Interview: Nicolas Winding Refn & Elle Fanning Talk THE NEON DEMON and the Art of Rewriting
On a balmy afternoon in the Silver Lake neighborhood in Los Angeles, ScreenAnarchy joined a few hipster film journos on a trip to a castle at the top of a hill. Inside the castle filled with taxidermied beasts, Nicolas Winding Refn was two-thirds through the shooting of The Neon Demon - the most recent NWR joint that has recently hit screens courtesy of Amazon Studios and Broad Green Pictures.
That day, he and his small but nimble team of experts were reshooting the opening scene of the film, even though the schedule called for three more weeks of principal photography. Refn and his star Elle Fanning were kind enough to sit down with ScreenAnarchy to discuss the process of reimagining a constantly evolving story and some of the other details behind The Neon Demon.
ScreenAnarchy: It's been reported that part of the deal with the financiers of this film was that you had to make a genre film, what genre is THE NEON DEMON? Do you think of it as a horror film?
Nicolas Winding Refn: I guess in a way it is. It certainly has horror elements. But it's as much of a horror film as Only God Forgives was a fight movie or Drive was a getaway movie.
Elle Fanning: The 'Neon Demon' can be so many different things in the movie. It's really up to your interpretation. But I looked at it as being LA. With its neon lights and its ability to hurt people. Being in this city can either go down in a good way or in a bad way.
Was this a conscious decision to make a movie with so many women or did the story just evolve that way?
NWR: It's a combination. I had this idea for a number of years. I didn't know quite how to tackle it until I had an experience that gave me a way into the movie. I tend to work with very violent men. I've been very lucky to work with the three best male actors in a row. When there's no more left, you switch sex! And you go to the top!
So Elle, since you're at the top, what's it like working with Nic?
EF: Nic is not a huge fan of lots of dialog. We don't talk much. It's more like, "Get to the point." We notice when there are scenes that are really long and are building up to that final thing you want to say, he's like, "Why do we need the build up? Let's just say it. Do the essentials. We don't need the excess."
Is that hard for you as an actress? Do you like the build up?
EF: When we were starting off in the first days with Nic it was like "Oh gosh." You have to get used to his style. But now I'm so in it with him. I'm so in the style. I just want to get to the point. On the weekends we talk about the scene and get together and rewrite. The other day he was like, "I don't like the ending. I'm going to change the ending. What if this doesn't happen at all." I was like, "What?!" You have to just trust him. He knows what he's doing. He's watching everything.
You said the scene you're shooting today is a reshoot of an earlier scene. Is that because of the new ending and are you doing more like this?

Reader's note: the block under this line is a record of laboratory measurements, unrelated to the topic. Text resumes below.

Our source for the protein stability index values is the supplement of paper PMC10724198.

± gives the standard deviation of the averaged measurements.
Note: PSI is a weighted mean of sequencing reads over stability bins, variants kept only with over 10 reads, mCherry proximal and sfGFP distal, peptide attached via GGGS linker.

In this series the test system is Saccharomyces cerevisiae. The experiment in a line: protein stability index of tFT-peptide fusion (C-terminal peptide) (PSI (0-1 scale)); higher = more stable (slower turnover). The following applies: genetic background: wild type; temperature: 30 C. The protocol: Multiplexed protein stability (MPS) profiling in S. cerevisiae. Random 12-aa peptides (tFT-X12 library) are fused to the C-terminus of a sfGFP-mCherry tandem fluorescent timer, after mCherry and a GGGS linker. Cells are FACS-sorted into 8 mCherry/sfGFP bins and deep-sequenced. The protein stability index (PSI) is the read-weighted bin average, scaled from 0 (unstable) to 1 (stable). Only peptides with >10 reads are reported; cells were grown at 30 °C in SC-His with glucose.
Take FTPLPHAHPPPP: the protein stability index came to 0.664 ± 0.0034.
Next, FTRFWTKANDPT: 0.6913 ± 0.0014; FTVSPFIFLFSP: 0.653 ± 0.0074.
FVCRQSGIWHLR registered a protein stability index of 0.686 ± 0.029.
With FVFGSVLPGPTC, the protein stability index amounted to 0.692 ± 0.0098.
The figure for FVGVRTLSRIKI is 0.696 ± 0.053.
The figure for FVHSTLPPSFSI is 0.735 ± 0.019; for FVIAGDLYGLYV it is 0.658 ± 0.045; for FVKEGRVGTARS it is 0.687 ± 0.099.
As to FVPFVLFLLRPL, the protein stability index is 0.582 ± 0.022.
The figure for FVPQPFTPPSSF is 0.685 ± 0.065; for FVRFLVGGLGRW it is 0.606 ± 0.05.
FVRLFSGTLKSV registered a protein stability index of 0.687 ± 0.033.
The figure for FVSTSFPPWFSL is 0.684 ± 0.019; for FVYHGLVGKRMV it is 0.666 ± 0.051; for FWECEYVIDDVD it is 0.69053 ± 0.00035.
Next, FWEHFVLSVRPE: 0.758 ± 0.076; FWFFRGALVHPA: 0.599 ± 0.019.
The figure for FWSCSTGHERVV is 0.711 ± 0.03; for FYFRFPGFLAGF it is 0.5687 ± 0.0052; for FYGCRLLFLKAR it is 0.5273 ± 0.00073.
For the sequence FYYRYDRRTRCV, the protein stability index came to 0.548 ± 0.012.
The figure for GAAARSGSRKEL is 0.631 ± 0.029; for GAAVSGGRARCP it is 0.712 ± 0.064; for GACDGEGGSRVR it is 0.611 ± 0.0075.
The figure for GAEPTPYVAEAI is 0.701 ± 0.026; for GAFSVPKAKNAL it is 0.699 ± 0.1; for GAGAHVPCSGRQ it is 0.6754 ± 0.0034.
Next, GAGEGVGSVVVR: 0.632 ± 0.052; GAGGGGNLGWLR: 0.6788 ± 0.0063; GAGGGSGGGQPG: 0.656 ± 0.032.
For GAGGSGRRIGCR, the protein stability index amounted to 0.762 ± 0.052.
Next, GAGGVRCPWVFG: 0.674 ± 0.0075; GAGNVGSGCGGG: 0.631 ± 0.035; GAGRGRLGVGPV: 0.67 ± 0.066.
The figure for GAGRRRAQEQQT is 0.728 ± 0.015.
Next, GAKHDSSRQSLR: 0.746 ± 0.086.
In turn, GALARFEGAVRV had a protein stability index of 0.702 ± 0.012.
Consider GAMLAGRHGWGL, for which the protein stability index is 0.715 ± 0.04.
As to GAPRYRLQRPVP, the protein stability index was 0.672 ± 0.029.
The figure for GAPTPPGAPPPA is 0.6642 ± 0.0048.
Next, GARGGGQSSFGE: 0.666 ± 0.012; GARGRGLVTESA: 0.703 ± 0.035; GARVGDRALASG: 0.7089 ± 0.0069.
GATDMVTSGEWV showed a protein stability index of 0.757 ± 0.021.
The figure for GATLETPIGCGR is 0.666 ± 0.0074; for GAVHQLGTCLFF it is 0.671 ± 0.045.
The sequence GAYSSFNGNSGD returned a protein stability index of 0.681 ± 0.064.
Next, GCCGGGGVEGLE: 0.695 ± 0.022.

NWR: This is the only one we're doing. The ending is changing so much every day. It's like an ongoing discussion with the crew every day of who is going to die. I don't really know yet.
EF: We don't know yet.
NWR: There's a constant evolution. It's hard to pinpoint a certain thing. Whether it's good or bad is irrelevant. It is what it's going to be. There are certain characters you end up liking more than other characters. Certain actors or actresses you realize are very good or not as good. They bring something else you never thought of.
Have you always had this philosophy of letting the film evolve as you make it?
NWR: It's always been there. When I was younger doing Pusher and those films I was all about reality. How real could I make it? The drugs were real. We were hitting each other for real. It couldn’t get real enough for me – which is of course ludicrous. But I was young and arrogant and so you do stupid things. Then Bronson changed everything in the kind of films I make. It's still the same process, but it's more about heightened reality than reality.
How collaborative have you been at figuring out this ending?
NWR: I'm very collaborative -- until I have to make a decision. It's great working with people because somebody might say something like, "That's great, but what about this detail?" or, "That's really bad. What if you did this?" Part of directing is also inspiring everyone else to do their best. I like that. "What do you think should happen? Well, what do you think should happen?" It's almost like an ongoing joke of what we think will happen.
EF: We put out a box of alternate endings and everyone on the crew wrote an ending that they wanted and put it in the box.
Would you ever consider shooting more than one ending?
NWR: No, no, no, nononono. There can only be one… as Keanu Reeves says.
And if that ending doesn't work out…?
NWR: I'm actually very addicted to the fear of failure. Fear of failure spawns creativity. The chief enemy of creativity is good taste. And so if you approach it like, "This is going to be my last movie, I might as well go all in." Because I have nothing else that is going to catch me. So at least if I have a punk rock attitude, the pleasure was all mine. I like the sense of being able to lose everything in a heartbeat, and yet regain it. It can be very emotional and physical.
EF: I've never done anything like this before. When I read the script I thought it was the wackiest thing I'd ever done. But I'm more excited about it. I love things that are drastically different form the normal stuff. We even -- if scenes feel too normal – we have to make them different. Like if this closet looks too normal--
NWR: We have to do something else.
EF: So it excited me more than anything. I don't think it will fail. It's a piece of art. Not everyone has to like it.